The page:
Superintendent responds to common questions on Pelican school’s Nov. 5 tax levy vote
By Ed Richardson, superintendent, Pelican Rapids schools
The upcoming operating levy referendum is extremely important to our schools and our community.
Since the announcement of the referendum, I’ve heard from friends, neighbors, parents, and community members living in our school district.
I appreciate the willingness of folks to share their thoughts, ask questions, and talk about this issue. Here are questions asked by several people over the last few weeks along with my responses.
Why is the school district asking us to vote for an operating levy?
Over the last 17 years,
• the state of Minnesota has not kept up with inflation in school funding;
• the cost of lights, heat, transportation, supplies, equipment, and staff has increased at rates greater than inflation.
Accounting for inflation, Pelican Rapids Public Schools received less per pupil in funding for this school year than we did in 2003.
Aren’t we already paying extra in taxes?
Voters approved a building bond in 2013 for the Al Siegle Activities Center, Fine Arts Auditorium, and updates around schools including science labs. Building Bonds are for buildings, bricks and concrete.
A building bond takes into account taxes on agricultural land. Farmers will begin seeing a reduction in their taxes through the Ag2School Bond Credit which is increasing from 40% to 50% in 2020, to 55% in 2021, to 60% in 2022, and to 70% in 2023.
An Operating Levy is for learning. The school district is asking for an operating levy to help with day to day expenses like staff, supplies, and utilities.
Who pays for the operating levy?
There is a difference between a building bond and an operating levy regarding who pays. Agricultural land is not taxed as part of an operating levy.
In an operating levy, farms are levied on referendum market value of the farmhouse, one garage, and one acre of land. Additional buildings, land, and equipment are not taxed through an operating levy.
Seasonal recreation property (i.e. lake cabin) is not taxed through an operating levy.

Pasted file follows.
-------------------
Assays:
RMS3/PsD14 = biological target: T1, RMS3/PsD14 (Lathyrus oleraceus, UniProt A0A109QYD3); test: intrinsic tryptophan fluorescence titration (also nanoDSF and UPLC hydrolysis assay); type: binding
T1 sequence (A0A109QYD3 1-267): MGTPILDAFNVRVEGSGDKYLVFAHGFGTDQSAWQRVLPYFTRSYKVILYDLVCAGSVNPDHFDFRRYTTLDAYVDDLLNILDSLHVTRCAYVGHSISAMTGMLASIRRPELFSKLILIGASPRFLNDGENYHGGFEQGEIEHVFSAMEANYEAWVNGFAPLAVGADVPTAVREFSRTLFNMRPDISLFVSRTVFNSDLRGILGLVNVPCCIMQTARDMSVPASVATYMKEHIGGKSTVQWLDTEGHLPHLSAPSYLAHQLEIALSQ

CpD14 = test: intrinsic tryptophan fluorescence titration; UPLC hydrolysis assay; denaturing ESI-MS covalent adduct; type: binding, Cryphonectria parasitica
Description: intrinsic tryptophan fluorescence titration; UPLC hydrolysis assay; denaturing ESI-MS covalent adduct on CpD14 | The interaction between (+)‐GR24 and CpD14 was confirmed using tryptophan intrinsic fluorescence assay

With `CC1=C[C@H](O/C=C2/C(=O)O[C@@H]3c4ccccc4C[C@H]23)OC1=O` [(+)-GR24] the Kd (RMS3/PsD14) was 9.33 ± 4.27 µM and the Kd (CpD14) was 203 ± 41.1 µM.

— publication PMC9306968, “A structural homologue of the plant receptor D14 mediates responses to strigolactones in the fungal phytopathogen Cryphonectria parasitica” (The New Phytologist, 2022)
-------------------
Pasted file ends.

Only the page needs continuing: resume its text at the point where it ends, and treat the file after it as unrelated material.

Why not ask for more?
The school board made the decision to ask for $315 per pupil based on survey results of taxpayers living within the school district boundary. Survey respondents felt the option of $315 per pupil would be the most affordable option for our community and school district.
As a district, we made over $1,000,000 in budget reductions going into this school year, over the last several months we developed processes in our school system to be more efficient, and we made the decision to address our needs rather than our wants.
What will we use the money raised by the operating levy?
The money raised will be used to maintain our programs. Total budget reductions of more than $1,050,000 for the 2019-2020 school year included staff reductions (administration, certified, and non-certified). This led to some course offerings being limited however no programs were eliminated. Significant budget reductions for the 2020-2021 school year will impact programs.
Will this bring back the 5-day school week?
The operating levy will not bring back the 5-day school week. While there is interest amongst school board members to return to a 5-day school week, we need to stabilize our finances and build our fund balance in order to consider options which will carry a major ongoing financial impact. The 5-day school week should be considered permanent rather than an annual decision based on budget projections.
How much will the levy cost me?
The average referendum property market value in the Pelican Rapids Public Schools area is $142,000 for a home. The tax increase for property with a referendum property market value of $150,000 is $69.44 per year. This equates to $5.79 per month.